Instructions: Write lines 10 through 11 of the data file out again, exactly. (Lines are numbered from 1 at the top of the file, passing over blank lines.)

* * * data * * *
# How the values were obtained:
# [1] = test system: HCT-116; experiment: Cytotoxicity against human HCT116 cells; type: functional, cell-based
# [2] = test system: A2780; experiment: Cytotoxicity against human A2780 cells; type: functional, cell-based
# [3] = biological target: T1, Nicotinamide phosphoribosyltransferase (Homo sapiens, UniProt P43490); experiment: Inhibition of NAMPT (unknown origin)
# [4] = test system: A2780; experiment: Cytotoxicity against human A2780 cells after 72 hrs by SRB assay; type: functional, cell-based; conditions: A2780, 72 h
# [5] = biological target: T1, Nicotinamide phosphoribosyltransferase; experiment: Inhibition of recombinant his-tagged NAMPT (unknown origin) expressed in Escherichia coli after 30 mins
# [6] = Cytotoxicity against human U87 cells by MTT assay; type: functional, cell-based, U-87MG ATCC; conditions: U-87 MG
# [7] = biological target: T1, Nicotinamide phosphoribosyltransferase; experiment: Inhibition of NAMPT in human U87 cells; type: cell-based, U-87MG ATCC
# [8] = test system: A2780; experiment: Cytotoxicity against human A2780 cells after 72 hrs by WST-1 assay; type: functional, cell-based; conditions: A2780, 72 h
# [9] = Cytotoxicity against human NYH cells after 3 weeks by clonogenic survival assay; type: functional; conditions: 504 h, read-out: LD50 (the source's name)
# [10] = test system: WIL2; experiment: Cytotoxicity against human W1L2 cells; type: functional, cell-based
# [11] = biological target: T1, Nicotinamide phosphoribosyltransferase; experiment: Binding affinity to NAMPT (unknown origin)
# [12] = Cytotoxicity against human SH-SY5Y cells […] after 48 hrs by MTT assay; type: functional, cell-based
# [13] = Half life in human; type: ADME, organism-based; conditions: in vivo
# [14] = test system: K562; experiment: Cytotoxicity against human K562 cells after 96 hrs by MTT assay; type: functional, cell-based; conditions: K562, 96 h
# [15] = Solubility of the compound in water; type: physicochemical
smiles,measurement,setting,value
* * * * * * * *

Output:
# [9] = Cytotoxicity against human NYH cells after 3 weeks by clonogenic survival assay; type: functional; conditions: 504 h, read-out: LD50 (the source's name)
# [10] = test system: WIL2; experiment: Cytotoxicity against human W1L2 cells; type: functional, cell-based